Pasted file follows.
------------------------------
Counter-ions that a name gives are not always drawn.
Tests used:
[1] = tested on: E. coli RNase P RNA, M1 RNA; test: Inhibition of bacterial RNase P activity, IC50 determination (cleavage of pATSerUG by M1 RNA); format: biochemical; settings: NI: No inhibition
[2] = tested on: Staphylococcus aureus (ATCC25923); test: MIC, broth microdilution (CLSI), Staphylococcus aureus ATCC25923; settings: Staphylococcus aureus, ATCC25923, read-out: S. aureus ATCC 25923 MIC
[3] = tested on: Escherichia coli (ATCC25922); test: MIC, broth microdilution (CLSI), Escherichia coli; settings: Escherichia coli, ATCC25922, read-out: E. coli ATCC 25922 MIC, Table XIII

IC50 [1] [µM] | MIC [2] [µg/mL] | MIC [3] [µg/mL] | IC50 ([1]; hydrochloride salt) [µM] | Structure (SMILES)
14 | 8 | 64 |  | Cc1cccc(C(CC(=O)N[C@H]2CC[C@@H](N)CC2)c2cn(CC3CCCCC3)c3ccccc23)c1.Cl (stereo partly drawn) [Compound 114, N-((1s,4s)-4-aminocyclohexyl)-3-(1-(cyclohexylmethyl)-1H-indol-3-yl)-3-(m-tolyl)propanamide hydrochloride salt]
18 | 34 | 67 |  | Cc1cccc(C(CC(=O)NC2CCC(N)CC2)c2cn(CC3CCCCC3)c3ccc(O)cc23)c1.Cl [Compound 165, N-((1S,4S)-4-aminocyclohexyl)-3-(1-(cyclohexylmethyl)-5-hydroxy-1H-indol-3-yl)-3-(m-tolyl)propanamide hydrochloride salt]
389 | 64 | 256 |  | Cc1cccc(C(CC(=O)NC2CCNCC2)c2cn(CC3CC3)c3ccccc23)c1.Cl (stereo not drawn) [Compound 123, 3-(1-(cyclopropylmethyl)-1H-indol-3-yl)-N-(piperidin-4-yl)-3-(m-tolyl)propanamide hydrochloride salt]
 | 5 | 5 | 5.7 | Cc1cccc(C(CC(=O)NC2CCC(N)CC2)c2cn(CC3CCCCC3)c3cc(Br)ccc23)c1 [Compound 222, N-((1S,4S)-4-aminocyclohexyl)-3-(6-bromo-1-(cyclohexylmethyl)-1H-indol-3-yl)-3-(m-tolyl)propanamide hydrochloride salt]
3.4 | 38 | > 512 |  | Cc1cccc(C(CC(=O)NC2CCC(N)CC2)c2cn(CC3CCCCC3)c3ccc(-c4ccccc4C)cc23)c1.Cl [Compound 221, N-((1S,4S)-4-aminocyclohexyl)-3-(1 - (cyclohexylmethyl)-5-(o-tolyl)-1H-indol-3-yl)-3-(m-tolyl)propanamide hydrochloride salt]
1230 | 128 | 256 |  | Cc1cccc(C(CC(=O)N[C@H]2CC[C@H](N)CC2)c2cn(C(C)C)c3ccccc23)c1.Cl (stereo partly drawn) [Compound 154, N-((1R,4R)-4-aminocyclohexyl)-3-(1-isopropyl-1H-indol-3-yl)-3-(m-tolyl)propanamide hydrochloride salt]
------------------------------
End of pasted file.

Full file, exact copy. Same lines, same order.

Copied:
Counter-ions that a name gives are not always drawn.
Tests used:
[1] = tested on: E. coli RNase P RNA, M1 RNA; test: Inhibition of bacterial RNase P activity, IC50 determination (cleavage of pATSerUG by M1 RNA); format: biochemical; settings: NI: No inhibition
[2] = tested on: Staphylococcus aureus (ATCC25923); test: MIC, broth microdilution (CLSI), Staphylococcus aureus ATCC25923; settings: Staphylococcus aureus, ATCC25923, read-out: S. aureus ATCC 25923 MIC
[3] = tested on: Escherichia coli (ATCC25922); test: MIC, broth microdilution (CLSI), Escherichia coli; settings: Escherichia coli, ATCC25922, read-out: E. coli ATCC 25922 MIC, Table XIII

IC50 [1] [µM] | MIC [2] [µg/mL] | MIC [3] [µg/mL] | IC50 ([1]; hydrochloride salt) [µM] | Structure (SMILES)
14 | 8 | 64 |  | Cc1cccc(C(CC(=O)N[C@H]2CC[C@@H](N)CC2)c2cn(CC3CCCCC3)c3ccccc23)c1.Cl (stereo partly drawn) [Compound 114, N-((1s,4s)-4-aminocyclohexyl)-3-(1-(cyclohexylmethyl)-1H-indol-3-yl)-3-(m-tolyl)propanamide hydrochloride salt]
18 | 34 | 67 |  | Cc1cccc(C(CC(=O)NC2CCC(N)CC2)c2cn(CC3CCCCC3)c3ccc(O)cc23)c1.Cl [Compound 165, N-((1S,4S)-4-aminocyclohexyl)-3-(1-(cyclohexylmethyl)-5-hydroxy-1H-indol-3-yl)-3-(m-tolyl)propanamide hydrochloride salt]
389 | 64 | 256 |  | Cc1cccc(C(CC(=O)NC2CCNCC2)c2cn(CC3CC3)c3ccccc23)c1.Cl (stereo not drawn) [Compound 123, 3-(1-(cyclopropylmethyl)-1H-indol-3-yl)-N-(piperidin-4-yl)-3-(m-tolyl)propanamide hydrochloride salt]
 | 5 | 5 | 5.7 | Cc1cccc(C(CC(=O)NC2CCC(N)CC2)c2cn(CC3CCCCC3)c3cc(Br)ccc23)c1 [Compound 222, N-((1S,4S)-4-aminocyclohexyl)-3-(6-bromo-1-(cyclohexylmethyl)-1H-indol-3-yl)-3-(m-tolyl)propanamide hydrochloride salt]
3.4 | 38 | > 512 |  | Cc1cccc(C(CC(=O)NC2CCC(N)CC2)c2cn(CC3CCCCC3)c3ccc(-c4ccccc4C)cc23)c1.Cl [Compound 221, N-((1S,4S)-4-aminocyclohexyl)-3-(1 - (cyclohexylmethyl)-5-(o-tolyl)-1H-indol-3-yl)-3-(m-tolyl)propanamide hydrochloride salt]
1230 | 128 | 256 |  | Cc1cccc(C(CC(=O)N[C@H]2CC[C@H](N)CC2)c2cn(C(C)C)c3ccccc23)c1.Cl (stereo partly drawn) [Compound 154, N-((1R,4R)-4-aminocyclohexyl)-3-(1-isopropyl-1H-indol-3-yl)-3-(m-tolyl)propanamide hydrochloride salt]